Last chance to see the green Comet Tswicki after 50,000 years [우주를 보다]

▲ Comet Tswicky swimming between the two comets Ursa Major (Big Dipper) and Ursa Minor (Photo/Petr Horalek / Institute of Physics in Opava)

A golden opportunity has come to see the green Comet Zwicky (C/2022 E3:ZTF) for the first time since Neanderthals saw it 50,000 years ago.

This weekend the comet will pass close to Mars in Taurus, which is easy to see with binoculars aimed at it.

Comet ZTF has passed perihelion and perigee, its closest approach to the Sun and Earth, and is now on its way out of the Solar System.

▲ The path of Comet Zwicky.

The comet appears near the red planet Mars from February 10th to February 15th and begins to approach the constellations of Orion and Eridanus. These days, Mars is near Aldebaran, the alpha star of Taurus, high in the night sky about an hour after sunset, making it a good indicator for early evening comet hunting.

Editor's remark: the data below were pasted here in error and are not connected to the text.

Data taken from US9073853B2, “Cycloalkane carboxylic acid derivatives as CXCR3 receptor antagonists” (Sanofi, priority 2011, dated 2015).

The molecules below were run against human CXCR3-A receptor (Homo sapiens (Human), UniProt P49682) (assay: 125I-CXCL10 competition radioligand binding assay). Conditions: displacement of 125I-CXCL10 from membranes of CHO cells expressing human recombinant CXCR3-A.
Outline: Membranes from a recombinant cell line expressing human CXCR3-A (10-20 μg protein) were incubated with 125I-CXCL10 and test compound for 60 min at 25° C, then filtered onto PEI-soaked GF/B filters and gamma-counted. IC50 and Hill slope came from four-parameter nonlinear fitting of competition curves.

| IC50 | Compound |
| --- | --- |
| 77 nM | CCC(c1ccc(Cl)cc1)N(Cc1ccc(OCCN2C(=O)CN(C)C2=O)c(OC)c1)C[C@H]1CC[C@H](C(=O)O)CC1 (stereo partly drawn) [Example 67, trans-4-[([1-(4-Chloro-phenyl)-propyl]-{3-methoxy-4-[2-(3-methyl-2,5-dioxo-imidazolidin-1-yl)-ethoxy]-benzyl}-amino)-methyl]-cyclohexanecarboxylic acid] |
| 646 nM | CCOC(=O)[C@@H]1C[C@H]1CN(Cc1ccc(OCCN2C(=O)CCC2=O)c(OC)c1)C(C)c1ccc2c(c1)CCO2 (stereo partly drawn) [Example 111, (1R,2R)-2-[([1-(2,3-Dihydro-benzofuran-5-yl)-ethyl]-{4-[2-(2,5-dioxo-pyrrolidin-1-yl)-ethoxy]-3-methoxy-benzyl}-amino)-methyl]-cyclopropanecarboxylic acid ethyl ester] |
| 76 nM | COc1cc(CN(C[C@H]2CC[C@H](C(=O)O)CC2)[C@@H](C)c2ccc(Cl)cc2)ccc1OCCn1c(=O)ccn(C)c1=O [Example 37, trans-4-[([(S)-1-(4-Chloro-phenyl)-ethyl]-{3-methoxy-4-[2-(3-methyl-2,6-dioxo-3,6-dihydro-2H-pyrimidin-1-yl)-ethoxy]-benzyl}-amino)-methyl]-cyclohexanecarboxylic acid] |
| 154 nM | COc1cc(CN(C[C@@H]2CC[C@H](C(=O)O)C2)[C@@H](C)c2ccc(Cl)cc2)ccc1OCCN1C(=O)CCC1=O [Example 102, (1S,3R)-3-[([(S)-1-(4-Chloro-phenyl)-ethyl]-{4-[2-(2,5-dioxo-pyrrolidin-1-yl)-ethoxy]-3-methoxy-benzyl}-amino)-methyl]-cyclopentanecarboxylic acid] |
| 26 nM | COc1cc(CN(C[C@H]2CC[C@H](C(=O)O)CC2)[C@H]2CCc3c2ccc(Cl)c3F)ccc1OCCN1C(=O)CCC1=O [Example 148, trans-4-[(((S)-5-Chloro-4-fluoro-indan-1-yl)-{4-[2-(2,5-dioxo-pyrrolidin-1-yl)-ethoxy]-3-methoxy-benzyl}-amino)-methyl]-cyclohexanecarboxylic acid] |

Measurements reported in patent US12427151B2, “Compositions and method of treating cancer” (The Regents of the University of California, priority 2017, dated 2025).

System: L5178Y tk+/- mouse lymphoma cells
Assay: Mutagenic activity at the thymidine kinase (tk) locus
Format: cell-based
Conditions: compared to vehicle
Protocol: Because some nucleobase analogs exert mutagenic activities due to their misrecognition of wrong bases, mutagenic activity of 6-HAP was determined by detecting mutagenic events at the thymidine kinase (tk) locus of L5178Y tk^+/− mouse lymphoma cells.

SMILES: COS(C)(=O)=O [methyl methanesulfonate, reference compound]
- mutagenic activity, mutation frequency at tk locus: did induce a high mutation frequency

Mars is also an excellent reference point to find “messengers from the far reaches of our solar system.” Throughout February, the brightness of Mars varies between -0.2 and +0.4 magnitude, so it is not too difficult to see in most areas without significant light pollution.

▲ Tswicky’s Comet Destination this weekend (Source / Starry Night Software)

Venus and Jupiter are also easy to see in the early evening sky. Venus, the brightest planet in the night sky in February, has long been called dog food in Korea when it is the night star. Dog food baragi means dog food bowl. When Venus rises in the night sky, it means it’s time to feed the dog.

Beyond this weekend, the comet will dim as it moves away from Earth, making it difficult for the public to find. Even if Comet Zwicky is fading, there is still time to see it if you know when and where to look.

Lee Kwang-sik, science columnist

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